Some Major Elements of Filipino Culture
I am a people watcher so my interest in Filipino culture stems from that. I’m the kind of person that is usually quiet but very observant. I like to know what motivates a person. When I came to the Philippines, I thought everyone was going to rip me off. The stories I had heard, even from Filipinos were all bad. Or at least the ones I remembered. I was lucky that my natural curiosity about people helped me to understand that Filipinos are overall very good people.`This is a long article but it is only an introduction to a complex and extremely important topic. I believe you’re success of a happy life in the Philippines depends on your understanding of Filipino culture.
Applying my culture to Filipinos will lead to misunderstandings. I have an example of this. Jessie (my partner) tends to keep things from me. It was easy to intrepid this as lies and that she had something to hide. Slowly, I began to understand that she was protecting me. Or at least that was her intention. It didn’t always work out that way. Sometimes her secretive nature caused real problems. I needed to know some of those things. Now some of her not telling me things was simply because she didn’t want me to be upset. Her major motivation was altruistic but not entirely. After all, people are people. Human do have some basic characteristics no matter where you go. You probably need to talk to a psychologist for more on that. What is important here is that my growing understanding of Filipino culture helped me better to avoid conflict with my girl.
Filipino Culture and Traditions
The Philippines is comprised of more than 7000 island. In the past, this isolated many of the people from the rest of the country. So Filipino culture and traditions are widely varied. Not to mention that all people within a culture will not conform to the expectations of that culture. I think I qualify as a non-conformist myself. In other words, there will be exceptions to these traditions and cultural practices.
I have an example of this regionalization of Filipino culture. When I first moved to the Philippines in 2008, Jessie told me about a tradition she was use too. She was afraid it was going to anger me. We didn’t have much money left over and she was really concerned about not being able to meet the expectations of her community. She had lived in Tacloban all of her life but we now lived in Cebu. On Christmas day in Tacloban, many people go do to door like American do on Halloween. The home owners give out gifts of money and candy or other food. She thought the same thing would happen in Cebu.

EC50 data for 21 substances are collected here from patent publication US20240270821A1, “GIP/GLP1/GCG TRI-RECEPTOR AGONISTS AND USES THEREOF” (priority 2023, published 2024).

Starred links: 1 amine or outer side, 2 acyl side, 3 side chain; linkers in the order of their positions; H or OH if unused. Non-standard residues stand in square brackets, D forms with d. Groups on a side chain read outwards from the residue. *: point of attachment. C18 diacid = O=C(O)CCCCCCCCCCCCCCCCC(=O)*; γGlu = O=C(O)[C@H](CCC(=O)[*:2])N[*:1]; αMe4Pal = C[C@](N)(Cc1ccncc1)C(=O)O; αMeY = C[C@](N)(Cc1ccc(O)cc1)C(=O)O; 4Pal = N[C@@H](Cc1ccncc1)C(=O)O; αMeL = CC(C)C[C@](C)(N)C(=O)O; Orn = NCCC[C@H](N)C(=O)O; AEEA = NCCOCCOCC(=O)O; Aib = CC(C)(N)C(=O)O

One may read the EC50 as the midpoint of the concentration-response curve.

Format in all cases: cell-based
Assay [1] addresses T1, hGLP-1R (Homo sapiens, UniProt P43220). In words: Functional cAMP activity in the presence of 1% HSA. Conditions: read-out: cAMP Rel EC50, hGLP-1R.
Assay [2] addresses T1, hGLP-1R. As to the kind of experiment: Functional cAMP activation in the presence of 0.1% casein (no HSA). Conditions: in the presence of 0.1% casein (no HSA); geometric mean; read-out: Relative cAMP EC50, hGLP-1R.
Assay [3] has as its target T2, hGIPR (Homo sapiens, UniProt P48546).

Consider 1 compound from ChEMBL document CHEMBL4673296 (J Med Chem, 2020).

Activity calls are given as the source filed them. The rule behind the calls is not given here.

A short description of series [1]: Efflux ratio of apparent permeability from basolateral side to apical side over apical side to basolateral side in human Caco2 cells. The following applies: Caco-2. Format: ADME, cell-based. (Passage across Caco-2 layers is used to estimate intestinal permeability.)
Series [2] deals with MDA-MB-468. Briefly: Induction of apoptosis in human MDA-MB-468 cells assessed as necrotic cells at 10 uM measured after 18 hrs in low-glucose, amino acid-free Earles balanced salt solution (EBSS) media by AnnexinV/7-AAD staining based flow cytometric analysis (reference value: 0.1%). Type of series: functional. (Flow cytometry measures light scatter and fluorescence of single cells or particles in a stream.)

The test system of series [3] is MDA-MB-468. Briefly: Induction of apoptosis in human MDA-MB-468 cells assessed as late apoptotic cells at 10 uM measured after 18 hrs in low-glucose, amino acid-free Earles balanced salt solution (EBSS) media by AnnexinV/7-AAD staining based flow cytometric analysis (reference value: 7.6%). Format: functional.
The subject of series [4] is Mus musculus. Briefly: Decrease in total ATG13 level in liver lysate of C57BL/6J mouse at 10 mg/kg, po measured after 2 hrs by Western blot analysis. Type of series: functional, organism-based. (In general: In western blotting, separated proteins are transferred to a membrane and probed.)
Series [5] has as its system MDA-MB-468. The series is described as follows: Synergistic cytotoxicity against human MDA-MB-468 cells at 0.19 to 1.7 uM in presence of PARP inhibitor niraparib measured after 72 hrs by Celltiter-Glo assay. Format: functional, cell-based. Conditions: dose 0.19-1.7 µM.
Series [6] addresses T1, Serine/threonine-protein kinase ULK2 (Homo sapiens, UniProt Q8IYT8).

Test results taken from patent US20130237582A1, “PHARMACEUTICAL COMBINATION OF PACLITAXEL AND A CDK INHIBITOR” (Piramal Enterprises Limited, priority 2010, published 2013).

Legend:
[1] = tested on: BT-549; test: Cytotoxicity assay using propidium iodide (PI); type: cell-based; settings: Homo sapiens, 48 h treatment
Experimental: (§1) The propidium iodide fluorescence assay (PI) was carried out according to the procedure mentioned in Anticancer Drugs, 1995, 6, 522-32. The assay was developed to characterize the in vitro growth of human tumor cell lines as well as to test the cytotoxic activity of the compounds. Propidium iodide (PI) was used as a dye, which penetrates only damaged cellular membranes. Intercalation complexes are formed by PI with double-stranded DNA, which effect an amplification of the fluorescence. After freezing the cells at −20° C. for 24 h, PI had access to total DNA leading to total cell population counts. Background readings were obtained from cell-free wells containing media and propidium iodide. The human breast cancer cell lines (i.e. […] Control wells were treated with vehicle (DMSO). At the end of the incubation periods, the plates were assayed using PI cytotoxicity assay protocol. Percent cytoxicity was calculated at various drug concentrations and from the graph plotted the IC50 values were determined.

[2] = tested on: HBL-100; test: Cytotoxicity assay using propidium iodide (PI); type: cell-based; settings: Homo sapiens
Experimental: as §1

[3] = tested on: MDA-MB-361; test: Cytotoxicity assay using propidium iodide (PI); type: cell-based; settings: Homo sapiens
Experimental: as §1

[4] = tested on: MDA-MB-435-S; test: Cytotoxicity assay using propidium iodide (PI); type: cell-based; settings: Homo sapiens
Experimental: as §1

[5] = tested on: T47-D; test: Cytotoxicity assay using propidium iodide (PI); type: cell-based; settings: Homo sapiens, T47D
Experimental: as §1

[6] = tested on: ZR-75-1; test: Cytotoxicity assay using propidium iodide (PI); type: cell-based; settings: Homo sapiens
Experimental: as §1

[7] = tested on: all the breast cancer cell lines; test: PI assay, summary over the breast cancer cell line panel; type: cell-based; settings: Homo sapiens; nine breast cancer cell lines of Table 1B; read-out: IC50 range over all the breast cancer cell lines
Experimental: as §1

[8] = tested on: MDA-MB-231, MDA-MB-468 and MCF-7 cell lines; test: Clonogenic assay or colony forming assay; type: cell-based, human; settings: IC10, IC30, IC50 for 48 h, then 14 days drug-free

I wrote about this on a blog and another Filipino became very upset with me. He assured me that didn’t happen. Jessie laughed at him to me as he has lived most of his life in the USA. So I started asking others that lived here and they said it didn’t happen there. We had a few people show up on Christmas morning caroling and it is customary to give them a small amount of money. It was nothing like Jessie expected. Finally, we both realized that this only happens in a very small area. the area where she grew up.
Many of the traditions of the Family boil down to the traditions within a family. Jessie tells me often that “It depends on the family” for a lot of aspects of Filipino culture.
This turned out to be one of my first lessons in Filipino culture. That what happens in one place may not happen in others. Despite the regional nature of Filipino culture, there are still some generalities that apply to most Filipinos. Let’s dive into those now.
Filipino Culture is Centered around Respect
For me, respect is the central element of Filipino culture. I think most of the other traditions of the Philippines center around this element. This respect is like the glue that holds the rest of the culture together. While reading this article, think about how most of these elements of Filipino culture are really part of respecting others.
Filipinos generally deal with each other in a respectful way. This is expected among most Filipino that have been raised in the traditional Filipino way. They look at each other when talking, they do not leave without saying goodbye and they almost never raise their voices in an argument, especially with strangers or in a business situation.
Many Filipinos give a gesture of respect when they meet elders, especially within their family. It is called Mano po. the word “po” is a show of respect. It doesn’t really have a translation into English but you can think of it as like adding “mam” to a phrase in American culture. I wrote more about Mano po that you can read by clicking here.
Family in Filipino Culture